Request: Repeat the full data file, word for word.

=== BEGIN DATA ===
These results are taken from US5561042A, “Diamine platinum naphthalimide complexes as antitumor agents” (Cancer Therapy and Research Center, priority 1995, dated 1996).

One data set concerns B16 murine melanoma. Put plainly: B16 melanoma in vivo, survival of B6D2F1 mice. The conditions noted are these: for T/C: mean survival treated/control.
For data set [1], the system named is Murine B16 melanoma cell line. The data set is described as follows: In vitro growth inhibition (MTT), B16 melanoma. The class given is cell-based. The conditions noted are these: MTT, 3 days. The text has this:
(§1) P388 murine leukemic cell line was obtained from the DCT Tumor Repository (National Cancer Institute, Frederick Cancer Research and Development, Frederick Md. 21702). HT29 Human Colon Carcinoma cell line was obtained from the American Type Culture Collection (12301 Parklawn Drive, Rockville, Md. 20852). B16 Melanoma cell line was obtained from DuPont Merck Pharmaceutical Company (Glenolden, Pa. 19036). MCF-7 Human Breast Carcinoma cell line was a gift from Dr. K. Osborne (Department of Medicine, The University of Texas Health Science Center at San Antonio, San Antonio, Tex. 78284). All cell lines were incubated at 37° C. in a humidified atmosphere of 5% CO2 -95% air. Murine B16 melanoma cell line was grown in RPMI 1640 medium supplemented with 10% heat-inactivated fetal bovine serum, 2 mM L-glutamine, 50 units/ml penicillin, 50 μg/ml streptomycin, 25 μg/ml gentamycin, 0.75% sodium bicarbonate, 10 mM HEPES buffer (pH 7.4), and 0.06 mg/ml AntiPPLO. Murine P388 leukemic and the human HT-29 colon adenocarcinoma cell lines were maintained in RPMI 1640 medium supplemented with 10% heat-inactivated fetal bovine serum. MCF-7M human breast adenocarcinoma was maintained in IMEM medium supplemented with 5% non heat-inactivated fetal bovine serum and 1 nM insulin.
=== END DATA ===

These results are taken from US5561042A, “Diamine platinum naphthalimide complexes as antitumor agents” (Cancer Therapy and Research Center, priority 1995, dated 1996).

One data set concerns B16 murine melanoma. Put plainly: B16 melanoma in vivo, survival of B6D2F1 mice. The conditions noted are these: for T/C: mean survival treated/control.
For data set [1], the system named is Murine B16 melanoma cell line. The data set is described as follows: In vitro growth inhibition (MTT), B16 melanoma. The class given is cell-based. The conditions noted are these: MTT, 3 days. The text has this:
(§1) P388 murine leukemic cell line was obtained from the DCT Tumor Repository (National Cancer Institute, Frederick Cancer Research and Development, Frederick Md. 21702). HT29 Human Colon Carcinoma cell line was obtained from the American Type Culture Collection (12301 Parklawn Drive, Rockville, Md. 20852). B16 Melanoma cell line was obtained from DuPont Merck Pharmaceutical Company (Glenolden, Pa. 19036). MCF-7 Human Breast Carcinoma cell line was a gift from Dr. K. Osborne (Department of Medicine, The University of Texas Health Science Center at San Antonio, San Antonio, Tex. 78284). All cell lines were incubated at 37° C. in a humidified atmosphere of 5% CO2 -95% air. Murine B16 melanoma cell line was grown in RPMI 1640 medium supplemented with 10% heat-inactivated fetal bovine serum, 2 mM L-glutamine, 50 units/ml penicillin, 50 μg/ml streptomycin, 25 μg/ml gentamycin, 0.75% sodium bicarbonate, 10 mM HEPES buffer (pH 7.4), and 0.06 mg/ml AntiPPLO. Murine P388 leukemic and the human HT-29 colon adenocarcinoma cell lines were maintained in RPMI 1640 medium supplemented with 10% heat-inactivated fetal bovine serum. MCF-7M human breast adenocarcinoma was maintained in IMEM medium supplemented with 5% non heat-inactivated fetal bovine serum and 1 nM insulin.